@article{osti_22522285,
title = {RADIO FLARES FROM GAMMA-RAY BURSTS},
author = {Kopač, D. and Mundell, C. G. and Kobayashi, S. and Virgili, F. J. and Harrison, R. and Japelj, J. and Gomboc, A. and Guidorzi, C. and Melandri, A., E-mail: D.Kopac@ljmu.ac.uk},
abstractNote = {We present predictions of centimeter and millimeter radio emission from reverse shocks (RSs) in the early afterglows of gamma-ray bursts (GRBs) with the goal of determining their detectability with current and future radio facilities. Using a range of GRB properties, such as peak optical brightness and time, isotropic equivalent gamma-ray energy, and redshift, we simulate radio light curves in a framework generalized for any circumburst medium structure and including a parameterization of the shell thickness regime that is more realistic than the simple assumption of thick- or thin-shell approximations. Building on earlier work by Mundell et al. and Melandri et al. in which the typical frequency of the RS was suggested to lie at radio rather than optical wavelengths at early times, we show that the brightest and most distinct RS radio signatures are detectable up to 0.1–1 day after the burst, emphasizing the need for rapid radio follow-up. Detection is easier for bursts with later optical peaks, high isotropic energies, lower circumburst medium densities, and at observing frequencies that are less prone to synchrotron self-absorption effects—typically above a few GHz. Given recent detections of polarized prompt gamma-ray and optical RS emission, we suggest that detection of polarized radio/millimeter emission will unambiguously confirm the presence of low-frequency RSs at early time.},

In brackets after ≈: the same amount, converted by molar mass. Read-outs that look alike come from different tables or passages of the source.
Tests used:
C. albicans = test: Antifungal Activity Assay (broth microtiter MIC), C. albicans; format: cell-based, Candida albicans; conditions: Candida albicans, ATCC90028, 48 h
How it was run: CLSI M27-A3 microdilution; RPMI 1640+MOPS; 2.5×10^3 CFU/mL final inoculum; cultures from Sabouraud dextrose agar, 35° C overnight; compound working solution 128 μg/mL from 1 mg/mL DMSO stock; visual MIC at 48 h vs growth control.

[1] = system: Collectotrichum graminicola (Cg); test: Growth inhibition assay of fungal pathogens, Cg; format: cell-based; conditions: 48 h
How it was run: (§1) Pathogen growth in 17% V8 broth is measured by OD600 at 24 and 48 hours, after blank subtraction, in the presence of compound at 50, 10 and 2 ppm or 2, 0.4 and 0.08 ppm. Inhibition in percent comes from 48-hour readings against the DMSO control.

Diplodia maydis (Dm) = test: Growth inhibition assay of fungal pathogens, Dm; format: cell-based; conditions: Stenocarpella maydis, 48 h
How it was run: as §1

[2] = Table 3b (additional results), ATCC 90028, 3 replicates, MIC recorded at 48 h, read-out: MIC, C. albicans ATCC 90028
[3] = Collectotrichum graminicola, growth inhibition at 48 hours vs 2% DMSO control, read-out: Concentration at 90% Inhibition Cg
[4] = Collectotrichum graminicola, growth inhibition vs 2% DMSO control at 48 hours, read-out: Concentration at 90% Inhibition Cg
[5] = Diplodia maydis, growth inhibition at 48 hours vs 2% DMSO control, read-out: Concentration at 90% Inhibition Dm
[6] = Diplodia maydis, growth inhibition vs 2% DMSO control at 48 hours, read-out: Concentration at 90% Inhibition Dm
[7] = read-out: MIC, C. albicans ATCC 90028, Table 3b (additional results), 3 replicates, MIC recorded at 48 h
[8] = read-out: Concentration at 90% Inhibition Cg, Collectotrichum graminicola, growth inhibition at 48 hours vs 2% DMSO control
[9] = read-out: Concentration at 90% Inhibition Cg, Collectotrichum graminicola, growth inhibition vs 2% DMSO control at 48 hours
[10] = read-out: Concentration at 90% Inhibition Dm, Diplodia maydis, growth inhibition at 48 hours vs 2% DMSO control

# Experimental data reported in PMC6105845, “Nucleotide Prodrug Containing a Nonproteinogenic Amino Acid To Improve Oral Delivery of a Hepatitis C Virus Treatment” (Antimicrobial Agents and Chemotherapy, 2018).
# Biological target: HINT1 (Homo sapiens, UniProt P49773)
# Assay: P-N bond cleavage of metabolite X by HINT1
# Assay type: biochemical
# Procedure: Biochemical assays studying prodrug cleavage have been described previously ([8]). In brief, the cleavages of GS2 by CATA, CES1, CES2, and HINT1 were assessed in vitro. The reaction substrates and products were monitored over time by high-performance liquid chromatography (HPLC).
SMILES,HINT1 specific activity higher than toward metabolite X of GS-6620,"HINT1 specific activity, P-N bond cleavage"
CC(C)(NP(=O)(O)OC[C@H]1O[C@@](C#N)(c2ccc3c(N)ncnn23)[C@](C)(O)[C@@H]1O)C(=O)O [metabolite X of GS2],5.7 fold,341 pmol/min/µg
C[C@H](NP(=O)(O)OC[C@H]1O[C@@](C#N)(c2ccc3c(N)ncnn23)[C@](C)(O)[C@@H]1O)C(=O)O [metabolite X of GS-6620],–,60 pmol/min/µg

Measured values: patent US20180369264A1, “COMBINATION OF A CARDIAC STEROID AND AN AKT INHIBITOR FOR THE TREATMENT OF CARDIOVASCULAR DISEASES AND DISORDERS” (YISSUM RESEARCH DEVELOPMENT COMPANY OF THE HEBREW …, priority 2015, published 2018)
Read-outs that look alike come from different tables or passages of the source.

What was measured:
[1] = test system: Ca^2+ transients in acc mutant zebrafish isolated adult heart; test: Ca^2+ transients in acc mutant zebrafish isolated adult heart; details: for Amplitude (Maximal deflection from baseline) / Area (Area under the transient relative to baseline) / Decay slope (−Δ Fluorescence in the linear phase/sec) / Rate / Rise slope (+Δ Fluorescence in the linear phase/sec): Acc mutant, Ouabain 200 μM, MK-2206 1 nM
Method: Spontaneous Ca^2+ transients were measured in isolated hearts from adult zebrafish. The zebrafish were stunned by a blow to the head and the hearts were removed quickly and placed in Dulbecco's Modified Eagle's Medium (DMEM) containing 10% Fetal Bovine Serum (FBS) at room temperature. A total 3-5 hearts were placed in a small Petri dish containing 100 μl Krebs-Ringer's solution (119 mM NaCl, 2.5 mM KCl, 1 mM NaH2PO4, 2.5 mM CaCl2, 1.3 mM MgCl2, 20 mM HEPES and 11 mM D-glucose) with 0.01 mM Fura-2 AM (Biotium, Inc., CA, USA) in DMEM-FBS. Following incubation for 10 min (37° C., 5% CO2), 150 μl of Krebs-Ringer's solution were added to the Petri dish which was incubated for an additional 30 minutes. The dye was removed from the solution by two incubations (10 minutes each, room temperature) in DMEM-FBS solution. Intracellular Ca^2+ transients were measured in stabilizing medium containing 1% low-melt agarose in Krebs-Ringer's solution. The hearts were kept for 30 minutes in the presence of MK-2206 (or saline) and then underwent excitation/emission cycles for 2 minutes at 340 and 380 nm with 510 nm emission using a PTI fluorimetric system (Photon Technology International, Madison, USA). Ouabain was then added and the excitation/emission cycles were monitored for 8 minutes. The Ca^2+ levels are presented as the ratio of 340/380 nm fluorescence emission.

doi = {10.1088/0004-637X/806/2/179},
journal = {Astrophysical Journal},
number = 2,
volume = 806,
place = {United States},
year = 2015,
month = 6
}
  • Data on solar gamma-ray flares, including 24 flares with gamma-ray lines, recorded up to June 1982, are analyzed. It is shown that from the point of view of radio emission the differences between flares with and without gamma-ray lines has a purely quantitative character: the former are accompanied by the most intense microwave bursts. Meter type II bursts are not a distinctive feature of flares with gamma-ray lines. Pulsed flares, regardless of the presence or absence of gamma-ray lines, are not accompanied by significant proton fluxes at the earth. On the whole, contrary to the popular opinion in the literature,more » flares with gamma-ray lines do not display a deficit of proton flux in interplanetary space in comparison with similar flares without gamma-ray lines. The results of quantitative diagnostics of proton flares based on radio bursts are not at variance with the presence of flares without detectable gamma-ray emission in lines but with a pronounced increase in the proton flux at the earth. 23 references.« less